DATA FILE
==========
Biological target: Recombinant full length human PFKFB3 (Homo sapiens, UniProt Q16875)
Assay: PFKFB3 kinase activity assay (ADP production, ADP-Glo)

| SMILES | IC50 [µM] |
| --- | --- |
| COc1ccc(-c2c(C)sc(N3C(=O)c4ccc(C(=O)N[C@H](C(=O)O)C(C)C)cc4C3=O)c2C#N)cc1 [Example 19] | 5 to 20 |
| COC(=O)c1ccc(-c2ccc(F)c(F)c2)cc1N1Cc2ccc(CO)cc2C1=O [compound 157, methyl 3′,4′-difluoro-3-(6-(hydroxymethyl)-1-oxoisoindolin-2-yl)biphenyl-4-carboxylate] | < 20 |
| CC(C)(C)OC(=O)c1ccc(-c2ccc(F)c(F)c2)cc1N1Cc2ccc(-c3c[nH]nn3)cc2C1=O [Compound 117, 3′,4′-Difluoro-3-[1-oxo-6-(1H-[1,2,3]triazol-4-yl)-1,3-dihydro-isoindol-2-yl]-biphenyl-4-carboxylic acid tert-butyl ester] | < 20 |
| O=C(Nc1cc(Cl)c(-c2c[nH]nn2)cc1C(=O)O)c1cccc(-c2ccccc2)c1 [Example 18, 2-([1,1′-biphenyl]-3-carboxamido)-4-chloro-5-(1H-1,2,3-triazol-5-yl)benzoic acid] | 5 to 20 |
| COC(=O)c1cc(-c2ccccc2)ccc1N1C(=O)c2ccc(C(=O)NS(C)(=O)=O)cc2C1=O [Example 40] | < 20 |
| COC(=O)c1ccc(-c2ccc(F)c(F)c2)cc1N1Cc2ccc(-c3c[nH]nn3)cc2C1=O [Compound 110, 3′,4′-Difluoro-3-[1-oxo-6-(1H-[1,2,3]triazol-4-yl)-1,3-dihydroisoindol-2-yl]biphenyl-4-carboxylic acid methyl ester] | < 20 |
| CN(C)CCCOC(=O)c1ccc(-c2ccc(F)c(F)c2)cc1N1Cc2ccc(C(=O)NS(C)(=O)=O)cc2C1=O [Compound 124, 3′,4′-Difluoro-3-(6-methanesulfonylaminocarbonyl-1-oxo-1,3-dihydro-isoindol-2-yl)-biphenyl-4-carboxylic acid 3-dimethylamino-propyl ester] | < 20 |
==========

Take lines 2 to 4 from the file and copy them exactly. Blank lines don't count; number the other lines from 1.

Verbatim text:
Assay: PFKFB3 kinase activity assay (ADP production, ADP-Glo)

| SMILES | IC50 [µM] |
| --- | --- |